TransCanada Pipelines has proposed new safety measures for the Sandhills portion of the controversial Keystone XL pipeline. The seven new measures outlined by pipeline developer TransCanada Inc. were dismissed by critics of the project as “window dressing.”
TransCanada offered the new safety steps in response to four Nebraska state senators who are concerned that the state’s groundwater, including the Ogallala Aquifer, is threatened by the pipeline.
Although they refused to reroute the pipeline, TransCanada said it would encase the pipeline in concrete in areas of high groundwater extending an extra layer of concrete for 35 miles.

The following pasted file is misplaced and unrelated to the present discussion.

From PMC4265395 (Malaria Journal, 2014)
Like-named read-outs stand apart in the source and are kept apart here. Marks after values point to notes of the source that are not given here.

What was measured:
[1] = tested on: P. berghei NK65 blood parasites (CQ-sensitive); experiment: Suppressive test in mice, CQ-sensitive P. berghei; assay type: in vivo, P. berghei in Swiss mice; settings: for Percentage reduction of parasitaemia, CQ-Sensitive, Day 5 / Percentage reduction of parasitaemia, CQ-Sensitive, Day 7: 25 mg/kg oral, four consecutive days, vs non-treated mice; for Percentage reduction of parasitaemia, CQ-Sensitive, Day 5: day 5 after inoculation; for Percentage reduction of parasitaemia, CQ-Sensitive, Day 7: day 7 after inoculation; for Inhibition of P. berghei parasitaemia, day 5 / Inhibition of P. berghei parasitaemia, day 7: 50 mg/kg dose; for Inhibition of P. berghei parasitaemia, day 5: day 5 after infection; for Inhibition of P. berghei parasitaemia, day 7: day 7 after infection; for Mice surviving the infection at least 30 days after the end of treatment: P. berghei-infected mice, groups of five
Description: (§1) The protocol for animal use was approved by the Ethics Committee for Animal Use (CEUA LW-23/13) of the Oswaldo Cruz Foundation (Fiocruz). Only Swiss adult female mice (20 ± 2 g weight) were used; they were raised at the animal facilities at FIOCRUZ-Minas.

TransCanada offered several new steps to address concerns raised by the Nebraska lawmakers about possible contamination of groundwater, including providing a $100 million performance bond to ensure the financial resources to clean up any spills and basing a five-member emergency spill response team. In addition TransCanada proposed providing a concrete barrier around the pumping station and moving response crews closer to the Sandhills.
Pipeline opponents said that most of the safety measures would not prevent a leak. The $100 million bond for cleaning up a Sandhills spill would be inadequate, when compared with the projected $700 million cost of cleaning up a crude-oil pipeline leak that spilled 800,000 gallons of oil into Michigan’s Kalamazoo River 15 months ago.
Why should we be discussing inadequate safety measures when the best solution would be to preempt the problem altogether by scuttling the Keystone XL pipeline project.
© 2011, Richard Matthews. All rights reserved.
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